Actually, it’s about ethics in competition for PCHS team |

Actually, it’s about ethics in competition for PCHS team

(From left) Bryan Dewell, William Doyle and Boyana Martinova, students at Park City High School, won the regional Ethics Bowl competition, held Jan. 9 at Utah Valley University. The competition forces teams to use philosophy to try to solve ethical dilemmas. The students will head to North Carolina in April for the national competition. (Bubba Brown/Park Record)

For Park City High School, it was the second time that proved to be the charm.

A year after PCHS had teams finish second and third in the regional Ethics Bowl, held annually at Utah Valley University, a team of three students won the event this year. The Ethics Bowl, which took place Jan. 9, invites schools from Utah, Colorado, Wyoming and Idaho to face off in "competitive conversations," in which two teams use philosophical reasoning to try to solve ethical dilemmas and best their counterparts.

"Ideally, it’s supposed to be a kind of back-and-forth conversation," said Matt Nagel, who teaches ethics at Park City High School and coached the team. "On the other hand, it is a competition, so you are ultimately trying to prove that your side has a better argument than the other side."

Nagel said the competition demands the ability to think quickly under pressure, speak well and cooperate with teammates — not to mention a robust knowledge of Western philosophy. His winning team, made up of students Boyana Martinova, William Doyle and Bryan Dewell, had it all. They are now set to compete in the national Ethics Bowl, which is scheduled to be held at the University of North Carolina at Chapel Hill in April.

"These three did a really excellent job of sharing the burden of explaining the framework and their answers and collaborating before they would respond," Nagel said. "I was really happy about that."

The students had been preparing for months — Ethics Bowl participants who are also in Nagel’s ethics class flew through his entire syllabus by the end of December — and it was rewarding to see the hard work pay off when it mattered most.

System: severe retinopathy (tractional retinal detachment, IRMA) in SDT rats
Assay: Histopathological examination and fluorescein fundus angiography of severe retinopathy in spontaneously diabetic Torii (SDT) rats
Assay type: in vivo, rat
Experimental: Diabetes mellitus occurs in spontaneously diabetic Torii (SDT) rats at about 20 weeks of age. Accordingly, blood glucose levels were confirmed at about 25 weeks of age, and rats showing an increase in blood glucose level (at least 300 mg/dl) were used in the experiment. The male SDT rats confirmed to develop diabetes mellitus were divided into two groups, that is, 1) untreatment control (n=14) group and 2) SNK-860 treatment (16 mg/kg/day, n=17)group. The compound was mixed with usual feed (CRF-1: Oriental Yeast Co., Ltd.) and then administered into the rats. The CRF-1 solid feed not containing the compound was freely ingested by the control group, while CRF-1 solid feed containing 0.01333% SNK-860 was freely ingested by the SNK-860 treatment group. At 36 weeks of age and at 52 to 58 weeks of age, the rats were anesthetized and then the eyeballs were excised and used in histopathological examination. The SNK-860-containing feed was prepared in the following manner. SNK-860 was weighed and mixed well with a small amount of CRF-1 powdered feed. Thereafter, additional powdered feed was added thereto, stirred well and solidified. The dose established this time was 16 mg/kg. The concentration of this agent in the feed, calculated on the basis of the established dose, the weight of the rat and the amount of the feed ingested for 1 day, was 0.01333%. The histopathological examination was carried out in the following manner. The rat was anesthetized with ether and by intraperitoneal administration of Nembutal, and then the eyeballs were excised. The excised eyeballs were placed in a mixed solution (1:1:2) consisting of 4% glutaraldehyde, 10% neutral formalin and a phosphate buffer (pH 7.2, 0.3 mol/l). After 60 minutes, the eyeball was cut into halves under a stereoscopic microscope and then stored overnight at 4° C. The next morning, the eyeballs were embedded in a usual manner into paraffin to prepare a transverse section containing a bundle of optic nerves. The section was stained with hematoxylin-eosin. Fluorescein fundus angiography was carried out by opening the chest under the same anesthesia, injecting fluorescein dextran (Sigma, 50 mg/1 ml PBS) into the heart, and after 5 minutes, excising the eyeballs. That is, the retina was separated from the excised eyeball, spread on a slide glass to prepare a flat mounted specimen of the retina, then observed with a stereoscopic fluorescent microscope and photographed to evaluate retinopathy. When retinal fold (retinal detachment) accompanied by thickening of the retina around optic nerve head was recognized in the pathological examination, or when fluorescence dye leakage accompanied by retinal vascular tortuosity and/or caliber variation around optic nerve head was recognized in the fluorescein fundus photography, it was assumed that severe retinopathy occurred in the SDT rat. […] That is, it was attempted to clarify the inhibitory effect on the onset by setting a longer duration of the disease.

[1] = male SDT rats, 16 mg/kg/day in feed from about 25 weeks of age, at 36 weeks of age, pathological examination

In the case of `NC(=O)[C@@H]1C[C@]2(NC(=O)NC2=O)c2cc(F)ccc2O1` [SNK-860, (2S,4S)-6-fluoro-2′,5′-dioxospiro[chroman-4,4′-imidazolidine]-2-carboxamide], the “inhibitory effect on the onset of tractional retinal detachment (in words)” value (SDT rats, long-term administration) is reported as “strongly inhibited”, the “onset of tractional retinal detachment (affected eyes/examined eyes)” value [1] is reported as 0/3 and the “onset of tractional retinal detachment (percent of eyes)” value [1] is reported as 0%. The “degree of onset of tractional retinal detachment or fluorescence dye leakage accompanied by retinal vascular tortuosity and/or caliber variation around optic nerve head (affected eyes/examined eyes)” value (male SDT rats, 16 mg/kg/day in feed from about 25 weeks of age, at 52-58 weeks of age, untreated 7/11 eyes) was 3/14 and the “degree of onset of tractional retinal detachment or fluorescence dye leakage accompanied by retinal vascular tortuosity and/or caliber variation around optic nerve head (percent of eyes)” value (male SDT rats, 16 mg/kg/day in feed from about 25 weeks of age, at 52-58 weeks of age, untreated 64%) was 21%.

"We kind of just kept winning," Dewell said. "Then we found ourselves at the finals, and once I heard their first argument, I knew that we had won."

The competition posed a wide range of cases to the teams. One case asked whether it was ethical for a pair of deaf parents to want their child to be deaf, too, so they could communicate better with him or her. The final round’s scenario presented this quandary: The Louvre in Paris is on fire, and you can save either the Mona Lisa or an unconscious person — what do you do?

Doyle, Dewell and Martinova used social contract theory to argue that you should save the person. The opposing team said it was ethical to save only yourself. And it was that moment that Nagel and his team knew they had won.

For Doyle, delving into that dilemma was the highlight of the competition.

"A lot of people really hated that one but it got into a really interesting dialogue about what the meaning of art is versus the meaning of people and where we get those values," he said. "That was probably my favorite one."

Martinova, who has also competed in debate, said it was fun to learn the philosophy necessary to succeed in the Ethics Bowl. She’s looking forward to getting another shot to compete, at Nationals.

"I’ve always been trained to be interested in things like this," she said. "But I love getting a look at how other people think. It shows you how other people justify their actions, and I find that so fascinating."

To Nagel, it was gratifying to see three of his students embrace philosophy and use their knowledge of it to beat the other schools. He said it’s an important subject for students to learn.

"We have so much emphasis these days on STEM subjects, and I support that because it’s super important, but often that comes at the exclusion of literature, history, philosophy," he said. "I think those are things that ought to be informing (everything else). All of the new technology raises philosophical questions, so I’m very pleased to know there are young people who care about ethical questions, so when they go out in the world and are faced with these things, they’ve got more than just their common sense to go on."

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